Are you beginning to understand why Isaiah uses words like ‘gloom’ and ‘distress’ and ‘darkness?’ Stand in darkness and you cannot see danger or obstacles or even a path out of that room. Darkness robs the known. Israel’s future is unknown. How can you stop an unstoppable force? How can you escape such horrifying torture? How can you stay safe? You do not know.
Where do they turn? To darkness. Assyria marches closer and Israel turns to its gods. Not ‘God’ but ‘gods.’ Some pray to stones. Others bow down to telephone [Asherah] poles. Still others take their toddlers to a furnace, drop them in, and hope for protection, safety, and peace (2 Kings 17:16-17). The Israelites do not know how to escape destruction, but they also did not see that sticks and stones and fires cannot save them! The people God rescue from Egypt, the people he led through a desert and into this Promised Land, the people who could see God fill the temple with his presence turned away. Hearts refused to see God’s mighty power.
Do you wander in that same darkness? Do you know what ‘worry’ is? Doubting God’s ability to act. You worry about Christianity’s future because you question God’s power to change hearts. Sadness relies on inspirational sayings instead of memorizing a Bible verse and keeping it close to the heart. How often you do feel ‘empty’ and ‘unfulfilled’ because you search for lasting happiness in all the things that fade away and die? How much heartache do you suffer because you digest the world’s selfish advice? ‘Hold grudges! Don’t forgive!’ ‘You deserve money! Don’t give it away!’ ‘Make yourself happy! Don’t listen to what you Pastor (or Bible) says! Do what you want!’ That’s darkness! Complete, utter darkness! The heart can wander away from what please God, supposing that somehow all will be better! The truth is, it is not! Listening to the world’s godless advice might put a smile on your face, but it will not put a smile on God’s face— and it certainly cannot keep the smile on your face. Trusting yourself gets you nowhere because you (and I) are not all-powerful; we have limitations. A darkened claims that you can live without God.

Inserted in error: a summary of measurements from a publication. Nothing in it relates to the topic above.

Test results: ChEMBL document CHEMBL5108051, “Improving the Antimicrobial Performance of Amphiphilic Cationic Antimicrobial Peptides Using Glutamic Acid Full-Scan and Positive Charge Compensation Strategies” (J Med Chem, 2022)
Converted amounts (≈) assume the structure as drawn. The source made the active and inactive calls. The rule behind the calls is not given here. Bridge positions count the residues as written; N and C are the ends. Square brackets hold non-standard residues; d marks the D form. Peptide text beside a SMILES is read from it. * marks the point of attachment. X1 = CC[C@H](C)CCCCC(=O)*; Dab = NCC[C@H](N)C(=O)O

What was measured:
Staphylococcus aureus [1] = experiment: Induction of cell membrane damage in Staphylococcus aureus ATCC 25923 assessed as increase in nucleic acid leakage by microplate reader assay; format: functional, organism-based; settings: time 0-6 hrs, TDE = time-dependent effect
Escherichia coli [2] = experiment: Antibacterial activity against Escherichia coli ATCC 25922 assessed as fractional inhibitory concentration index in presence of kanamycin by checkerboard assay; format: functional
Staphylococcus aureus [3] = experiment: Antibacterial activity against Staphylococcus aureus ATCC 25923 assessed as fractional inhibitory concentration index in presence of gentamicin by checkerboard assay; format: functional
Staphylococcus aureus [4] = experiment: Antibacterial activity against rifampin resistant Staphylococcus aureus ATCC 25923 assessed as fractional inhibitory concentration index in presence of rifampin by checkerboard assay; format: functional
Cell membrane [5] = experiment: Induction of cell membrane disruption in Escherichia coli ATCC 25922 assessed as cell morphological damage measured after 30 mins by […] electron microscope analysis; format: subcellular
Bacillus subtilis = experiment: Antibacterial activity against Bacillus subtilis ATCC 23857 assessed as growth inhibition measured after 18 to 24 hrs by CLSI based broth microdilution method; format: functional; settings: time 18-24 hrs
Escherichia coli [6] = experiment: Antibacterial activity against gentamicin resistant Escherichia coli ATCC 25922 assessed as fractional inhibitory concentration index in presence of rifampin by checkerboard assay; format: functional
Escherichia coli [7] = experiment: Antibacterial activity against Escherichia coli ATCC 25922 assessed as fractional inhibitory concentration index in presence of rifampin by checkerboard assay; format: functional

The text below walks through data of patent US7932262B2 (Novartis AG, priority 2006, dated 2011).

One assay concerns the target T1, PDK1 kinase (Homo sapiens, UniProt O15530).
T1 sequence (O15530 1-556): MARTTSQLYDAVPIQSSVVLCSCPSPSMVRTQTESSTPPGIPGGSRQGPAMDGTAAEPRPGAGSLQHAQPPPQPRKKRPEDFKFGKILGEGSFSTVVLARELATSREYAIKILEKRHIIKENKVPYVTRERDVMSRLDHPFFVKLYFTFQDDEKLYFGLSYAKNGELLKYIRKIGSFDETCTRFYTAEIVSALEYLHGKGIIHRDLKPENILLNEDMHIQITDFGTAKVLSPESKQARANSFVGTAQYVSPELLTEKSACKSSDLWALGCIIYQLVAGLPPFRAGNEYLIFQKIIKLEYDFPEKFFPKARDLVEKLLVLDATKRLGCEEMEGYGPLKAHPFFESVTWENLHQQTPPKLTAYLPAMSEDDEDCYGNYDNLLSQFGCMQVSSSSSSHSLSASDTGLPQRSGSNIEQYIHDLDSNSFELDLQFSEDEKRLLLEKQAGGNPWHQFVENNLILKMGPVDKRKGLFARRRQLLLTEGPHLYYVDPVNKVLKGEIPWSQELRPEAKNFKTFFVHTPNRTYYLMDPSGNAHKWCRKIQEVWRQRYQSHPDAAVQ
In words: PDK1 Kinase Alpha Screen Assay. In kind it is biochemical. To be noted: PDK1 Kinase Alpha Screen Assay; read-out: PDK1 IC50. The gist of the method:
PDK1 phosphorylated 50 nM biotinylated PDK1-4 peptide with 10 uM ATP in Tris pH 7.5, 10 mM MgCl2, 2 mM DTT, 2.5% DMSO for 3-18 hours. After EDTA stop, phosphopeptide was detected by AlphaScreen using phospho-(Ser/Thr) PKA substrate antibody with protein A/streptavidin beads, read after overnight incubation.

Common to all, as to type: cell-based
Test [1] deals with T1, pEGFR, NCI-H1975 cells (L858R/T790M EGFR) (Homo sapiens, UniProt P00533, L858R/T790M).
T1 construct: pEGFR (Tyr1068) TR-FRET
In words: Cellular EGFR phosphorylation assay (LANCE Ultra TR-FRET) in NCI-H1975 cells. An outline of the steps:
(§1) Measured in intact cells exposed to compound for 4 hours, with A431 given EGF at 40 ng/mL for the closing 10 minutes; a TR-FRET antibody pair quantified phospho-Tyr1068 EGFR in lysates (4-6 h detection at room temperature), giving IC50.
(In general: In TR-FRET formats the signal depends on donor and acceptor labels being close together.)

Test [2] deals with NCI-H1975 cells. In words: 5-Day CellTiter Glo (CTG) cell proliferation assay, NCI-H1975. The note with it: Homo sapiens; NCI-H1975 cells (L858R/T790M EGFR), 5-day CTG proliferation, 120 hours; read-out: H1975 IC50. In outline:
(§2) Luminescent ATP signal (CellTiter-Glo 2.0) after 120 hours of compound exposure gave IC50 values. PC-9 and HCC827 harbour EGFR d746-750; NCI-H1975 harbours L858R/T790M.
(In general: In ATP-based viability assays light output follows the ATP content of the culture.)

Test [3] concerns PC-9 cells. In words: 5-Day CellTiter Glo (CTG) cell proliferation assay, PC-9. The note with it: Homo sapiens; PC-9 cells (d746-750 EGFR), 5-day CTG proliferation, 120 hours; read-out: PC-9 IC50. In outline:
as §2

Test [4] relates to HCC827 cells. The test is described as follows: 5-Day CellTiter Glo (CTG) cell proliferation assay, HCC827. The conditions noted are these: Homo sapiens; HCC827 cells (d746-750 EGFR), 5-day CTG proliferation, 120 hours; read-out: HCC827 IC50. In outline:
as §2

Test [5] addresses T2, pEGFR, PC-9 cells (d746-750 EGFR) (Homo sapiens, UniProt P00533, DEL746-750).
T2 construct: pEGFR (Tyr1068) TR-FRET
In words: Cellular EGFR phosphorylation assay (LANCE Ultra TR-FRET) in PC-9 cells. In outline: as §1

If that sounds harmless, then study closely what happens to northern Israel. The Lord was very angry with Israel and removed them from his presence (2 Kings 17:18). Spiritual darkness cut us off from God’s care and communication. Spiritual darkness makes us completely clueless to what happens to your life. Spiritual makes leaves us forsaken. Spiritual darkness prevents us from seeing life as it truly is.
So God takes action. That darkness is so dark that we can never find God. We do not sense a need for a Savior, we do not figure out how to accept God (read Ephesians 2:1-8; Romans 3:9-24). In the thick, gloomy darkest darkness of unbelief blasts a piercing light. The people [walking] in darkness have seen a great light; those [living] in a land of deep darkness, on them has light shined. Did you catch that? People walking, but a light ignites! People living, but a light shines! People do nothing! No one asks for light. No one chooses light. The light chooses to shine.
In world of pain and shattered dreams God blasts a beam onto Bethlehem. God’s glorious angels shine in a brilliant song: ‘Do not be afraid. I bring you good news of great joy… in the town of David a Savior has been born to you’ (Luke 2:10-11). God’s radiant star leads wise men to an even greater Star (Matthew 2:1-12). God shatters darkness by sending Jesus. Just like the beaming sun brightens gloomy hearts, Jesus cheers gloomy hearts. The very first words he ever preaches echo throughout Zebulun and Naphtali. Lands once decimated, seemingly forgotten hear God’s good news of restoration (Matthew 4:15-16).